World Directory of Minorities and Indigenous Peoples - Pitcairn Islands
|Publisher||Minority Rights Group International|
|Cite as||Minority Rights Group International, World Directory of Minorities and Indigenous Peoples - Pitcairn Islands, 2007, available at: http://www.refworld.org/docid/4954ce2b23.html [accessed 1 December 2015]|
|Comments||In October 2015, MRG revised its World Directory of Minorities and Indigenous Peoples. For the most part, overview texts were not themselves updated, but the previous 'Current state of minorities and indigenous peoples' rubric was replaced throughout with links to the relevant minority-specific reports, and a 'Resources' section was added. Refworld entries have been updated accordingly.|
|Disclaimer||This is not a UNHCR publication. UNHCR is not responsible for, nor does it necessarily endorse, its content. Any views expressed are solely those of the author or publisher and do not necessarily reflect those of UNHCR, the United Nations or its Member States.|
The Pitcairn Islands include Pitcairn, Henderson, Dulcie and Oeno islands. Pitcairn, the only inhabited island, is a small, isolated high island in eastern Polynesia.
There was substantial emigration to New Zealand during the latter half of the twentieth century, and Pitcairn now has perhaps the smallest population of any recognised political entity. Visitors must obtain a licence to land or reside in Pitcairn. In 2004 several island men were placed on trial for sex offences and six were given prison sentences. These sentences are still being appealed, over the extent to which British law applies to Pitcairn, the standard imprisonment of several men would pose labour problems for the small island.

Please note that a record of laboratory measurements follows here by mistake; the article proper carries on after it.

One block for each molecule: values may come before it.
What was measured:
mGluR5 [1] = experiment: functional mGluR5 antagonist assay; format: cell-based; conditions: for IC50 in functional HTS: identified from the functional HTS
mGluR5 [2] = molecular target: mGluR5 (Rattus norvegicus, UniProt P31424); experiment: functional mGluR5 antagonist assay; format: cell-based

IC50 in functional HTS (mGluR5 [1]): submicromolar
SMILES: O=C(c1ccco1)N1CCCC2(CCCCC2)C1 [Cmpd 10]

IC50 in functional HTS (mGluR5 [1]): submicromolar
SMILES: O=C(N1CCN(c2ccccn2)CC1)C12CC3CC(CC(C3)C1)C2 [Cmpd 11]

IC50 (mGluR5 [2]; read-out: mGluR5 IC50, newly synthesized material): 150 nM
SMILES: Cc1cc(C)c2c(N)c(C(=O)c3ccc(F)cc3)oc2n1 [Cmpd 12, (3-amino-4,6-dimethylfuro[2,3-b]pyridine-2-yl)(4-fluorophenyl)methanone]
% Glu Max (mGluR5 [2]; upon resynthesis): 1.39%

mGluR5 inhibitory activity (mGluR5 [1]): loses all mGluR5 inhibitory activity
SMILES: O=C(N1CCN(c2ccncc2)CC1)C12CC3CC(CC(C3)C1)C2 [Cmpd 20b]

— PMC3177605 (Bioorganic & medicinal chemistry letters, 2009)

Main language: English (Pitcairnese dialect)
Main religions: Christianity (Seventh Day Adventism)
Pitcairn Islanders are mainly the descendants of the mutineers of HMS Bounty and the Tahitian women they took to Pitcairn in 1790. With a total population of just 47 people (headcount in 2003), there are no minority groups on the island.
Pitcairn is a British dependency administered by a Governor who is the British High Commissioner resident in Wellington, New Zealand. There is an Island Council. The economy is largely dependent on British aid supplemented by some sales of handicrafts and stamps.
Minority based and advocacy organisations
Pitcairn Islands Study Centre
Sources and further reading
Connell, John, 'The End Ever Nigh: Contemporary Population Change in Pitcairn Island', GeoJournal, 16 (2), 1988, 193- 200
United Nations Special Committee on Decolonization Working Paper 2006: http://www.un.org/depts/dpi/decolonization/docs_working %20papers_2006.htm
Weingartner, G., The Pacific: Nuclear Testing and Minorities, London, MRG report, 1991.